Nineteen percent of American parents fall into the category of “The Detached,” researchers say.
These parents have lower expectations about their own ability to influence their children, and feel less strongly about most parenting questions than other types of parents. They believe that “kids will be kids,” and will grow up however they’re going to grow up. Fewer than 4 in 10 Detached parents say instructing “appropriate moral behavior” plays an extremely important role in parenting, as opposed to 86 percent of other parents. Detached parents are also far less likely to report being “very happy” about their parenting experience, and less likely to report being "very happy" about their marriages.
Detached parents value practical skills over book learning; they believe growing ethnic diversity has been bad for the country; they tend not to know many of the parents of their children’s friends, and they spend less time with their children than other parents. They are more likely than other families to have the TV on during dinner. They feel they do not have control over their children, and their older teens are more likely than those of other parents to get into fights at school.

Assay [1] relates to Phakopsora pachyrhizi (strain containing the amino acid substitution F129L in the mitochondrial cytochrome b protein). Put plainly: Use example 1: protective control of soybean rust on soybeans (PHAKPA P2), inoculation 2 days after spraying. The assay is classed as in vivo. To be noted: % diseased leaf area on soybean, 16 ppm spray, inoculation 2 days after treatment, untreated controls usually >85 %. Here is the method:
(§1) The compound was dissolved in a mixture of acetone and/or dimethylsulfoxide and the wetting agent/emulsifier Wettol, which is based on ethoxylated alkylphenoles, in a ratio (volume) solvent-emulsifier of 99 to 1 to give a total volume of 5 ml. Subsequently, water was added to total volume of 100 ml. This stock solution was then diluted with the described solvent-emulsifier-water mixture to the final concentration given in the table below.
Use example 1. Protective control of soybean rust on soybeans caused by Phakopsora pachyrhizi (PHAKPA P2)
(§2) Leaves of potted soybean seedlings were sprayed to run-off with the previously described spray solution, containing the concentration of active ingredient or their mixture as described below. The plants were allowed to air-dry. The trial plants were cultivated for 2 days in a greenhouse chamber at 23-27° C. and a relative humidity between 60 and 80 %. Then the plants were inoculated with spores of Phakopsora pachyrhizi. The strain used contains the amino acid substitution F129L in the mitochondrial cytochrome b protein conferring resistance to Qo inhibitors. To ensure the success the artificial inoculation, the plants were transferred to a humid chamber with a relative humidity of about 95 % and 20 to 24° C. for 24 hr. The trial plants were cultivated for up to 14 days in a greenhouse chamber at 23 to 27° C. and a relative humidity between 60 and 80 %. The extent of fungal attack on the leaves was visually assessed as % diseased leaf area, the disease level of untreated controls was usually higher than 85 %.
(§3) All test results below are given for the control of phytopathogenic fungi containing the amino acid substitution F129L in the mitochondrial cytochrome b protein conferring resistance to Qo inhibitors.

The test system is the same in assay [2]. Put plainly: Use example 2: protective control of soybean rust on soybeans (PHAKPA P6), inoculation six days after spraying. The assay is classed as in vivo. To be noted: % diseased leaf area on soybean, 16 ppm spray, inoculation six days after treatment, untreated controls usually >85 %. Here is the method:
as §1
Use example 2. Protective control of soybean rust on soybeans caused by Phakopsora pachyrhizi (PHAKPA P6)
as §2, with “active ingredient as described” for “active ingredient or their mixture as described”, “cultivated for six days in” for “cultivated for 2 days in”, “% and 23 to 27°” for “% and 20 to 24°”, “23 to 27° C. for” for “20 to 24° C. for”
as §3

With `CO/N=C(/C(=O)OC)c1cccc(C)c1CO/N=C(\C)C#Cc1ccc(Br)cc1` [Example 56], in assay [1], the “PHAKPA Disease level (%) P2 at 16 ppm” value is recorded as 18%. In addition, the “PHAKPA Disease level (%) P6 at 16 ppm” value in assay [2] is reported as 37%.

The demographics: Two-thirds of Detached parents are white, 17 percent Hispanic, 10 percent black. They are less educated than other parents, a quarter have an annual household income below $25,000 and only 33 percent are employed in professional and managerial occupations. They are evenly split between Democrats and Republicans, but are more likely than other parents to either say they are Independents, or simply not vote. Two-thirds are married, just over half are in their first marriage. Twenty-seven percent indicate they receive at least moderate help in parenting from a parent of their children who lives at a different residence. They live across the US.